In a recent commentary for the Washington Post, Astronomer Phil Plait made an interesting point – that the Apollo mission was designed to be self-limited and not a sustained effort. The point was to beat the Soviets to the moon, and so it was baked into the design of the program to do everything to get their quickly not slowly and sustainably. Further, once we did beat the Soviets to the moon, and it was clear they abandoned their own efforts to do so, support for the program faded.

I think this is correct, but it is in contrast to the naive impression I formed as a child during the Apollo program and nurtured throughout most of my life. It always seemed to me that once we became a spacefaring race, progress was inevitable. Certainly every science fiction movie reinforced this impression. Apollo was followed by the space shuttle, then the ISS. OK, that makes sense. But then progress in sending people into space seemed to wane. We now have to hitch rides to the ISS on Russian craft. NASA’s plans seem to change with each administration. Multiple conflicting visions compete for dominance, while we seem to chase our tail.

I have to now acknowledge that it’s possible the massive effort necessary to safely send people to the moon and return them to Earth may only be feasible with the political and public support generated by the cold war and an immediate space race. Without that, we don’t seem to be able to sustain the political will – which in practical purposes means money. NASA and the White House need to be on the same page, and Congress needs to provide the funding.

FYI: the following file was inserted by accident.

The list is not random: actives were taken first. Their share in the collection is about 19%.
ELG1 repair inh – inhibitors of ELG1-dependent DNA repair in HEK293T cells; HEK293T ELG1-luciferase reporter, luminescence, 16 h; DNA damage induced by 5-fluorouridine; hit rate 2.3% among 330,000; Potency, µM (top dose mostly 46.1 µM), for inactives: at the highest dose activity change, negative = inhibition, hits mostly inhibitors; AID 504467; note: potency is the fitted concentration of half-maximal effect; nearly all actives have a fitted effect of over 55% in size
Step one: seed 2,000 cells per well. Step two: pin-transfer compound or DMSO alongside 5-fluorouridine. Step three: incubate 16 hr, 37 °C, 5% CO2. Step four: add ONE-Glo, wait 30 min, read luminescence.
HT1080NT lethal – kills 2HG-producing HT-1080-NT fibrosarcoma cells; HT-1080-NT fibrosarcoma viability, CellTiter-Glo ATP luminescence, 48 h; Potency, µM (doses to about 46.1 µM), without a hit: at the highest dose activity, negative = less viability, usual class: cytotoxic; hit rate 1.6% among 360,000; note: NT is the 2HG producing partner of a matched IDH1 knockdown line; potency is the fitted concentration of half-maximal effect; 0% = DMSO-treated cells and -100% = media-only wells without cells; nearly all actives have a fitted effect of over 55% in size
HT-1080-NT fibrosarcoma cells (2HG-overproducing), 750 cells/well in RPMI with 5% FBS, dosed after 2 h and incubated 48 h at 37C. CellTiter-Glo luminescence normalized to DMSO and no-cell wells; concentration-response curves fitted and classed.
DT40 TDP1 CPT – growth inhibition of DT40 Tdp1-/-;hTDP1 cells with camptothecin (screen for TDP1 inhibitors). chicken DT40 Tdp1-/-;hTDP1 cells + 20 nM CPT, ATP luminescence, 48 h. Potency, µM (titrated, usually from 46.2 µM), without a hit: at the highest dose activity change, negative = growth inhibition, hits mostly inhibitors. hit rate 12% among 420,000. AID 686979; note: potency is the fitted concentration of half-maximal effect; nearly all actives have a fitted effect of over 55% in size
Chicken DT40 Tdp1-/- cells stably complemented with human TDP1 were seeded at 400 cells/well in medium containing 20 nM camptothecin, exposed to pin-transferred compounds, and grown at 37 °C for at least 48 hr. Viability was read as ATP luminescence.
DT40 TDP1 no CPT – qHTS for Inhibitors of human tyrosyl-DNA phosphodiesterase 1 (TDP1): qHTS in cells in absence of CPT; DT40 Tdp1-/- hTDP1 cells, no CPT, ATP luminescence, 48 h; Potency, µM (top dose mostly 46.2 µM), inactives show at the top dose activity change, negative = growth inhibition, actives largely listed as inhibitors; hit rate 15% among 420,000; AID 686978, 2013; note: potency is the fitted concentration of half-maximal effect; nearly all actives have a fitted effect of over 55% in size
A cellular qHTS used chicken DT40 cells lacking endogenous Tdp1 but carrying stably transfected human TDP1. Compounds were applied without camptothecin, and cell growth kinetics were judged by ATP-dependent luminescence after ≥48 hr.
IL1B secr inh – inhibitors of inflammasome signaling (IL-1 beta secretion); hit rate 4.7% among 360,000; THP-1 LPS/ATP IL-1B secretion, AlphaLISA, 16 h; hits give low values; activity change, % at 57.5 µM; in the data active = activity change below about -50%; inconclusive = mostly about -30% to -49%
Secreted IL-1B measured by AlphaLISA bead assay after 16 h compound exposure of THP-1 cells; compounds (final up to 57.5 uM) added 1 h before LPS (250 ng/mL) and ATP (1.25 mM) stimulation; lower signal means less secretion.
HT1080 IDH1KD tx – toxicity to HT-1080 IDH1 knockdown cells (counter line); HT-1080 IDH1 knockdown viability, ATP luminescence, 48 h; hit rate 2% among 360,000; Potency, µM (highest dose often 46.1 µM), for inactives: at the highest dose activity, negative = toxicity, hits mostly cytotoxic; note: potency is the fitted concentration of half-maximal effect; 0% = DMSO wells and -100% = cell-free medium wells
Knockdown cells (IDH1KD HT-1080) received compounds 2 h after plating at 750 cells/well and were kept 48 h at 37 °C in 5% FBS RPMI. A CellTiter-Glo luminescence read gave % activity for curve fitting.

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May 20 2019

New Probe To Look For Life On Mars

Published by under Astronomy

One of the greatest scientific questions to remain unanswered so far concerns the existence of life outside of the Earth. So far the only place in the universe where life has been confirmed in on Earth itself. There is almost certainly life elsewhere, the universe being as big as it is, but we have not confirmed it.

Looking in other stellar systems will not be easy. We will not be traveling to any other stars anytime in the foreseeable future, so what are the options for probing for extrasolar life? We can look for the chemical signatures of life in the atmosphere. Or we can try to detect signals from a technological species. That’s pretty much it at this point, unless that life brings itself or its probes to us.

Our best bet to detect life off Earth, therefore, is to look within our own solar system. There are really only a few plausible locations for life – in the oceans beneath Europa or Enceladus, in the atmosphere of Jupiter or one of the other gas giants, or on Mars. No where else has plausible conditions for life.

Of these possibilities, Mars is the easiest to get to. We have already landed a number of probes on Mars. None of these robots, however, have been equipped with the necessary tools to directly look for life. They did examine the conditions on Mars which could potentially inform the probability of life on Mars, but that’s it. The bottom line of this examination is that conditions are not particularly suited for life as we know it, but does not exclude the possibility of life.

One interesting find is the presence of perchlorates at 0.5-1% in Martian soil, likely widely distributed around the planet. These are reactive molecules containing oxygen, and present both good and bad news for human intentions on Mars.  The bad news is that perchlorates are toxic, and any human presence on Mars will have to deal with the soil itself being a hazard. Extreme measures will be needed to protect astronauts. This is not a deal-killer, but it is a significant technical hurdle.

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May 02 2019

Pilots Reporting UFOs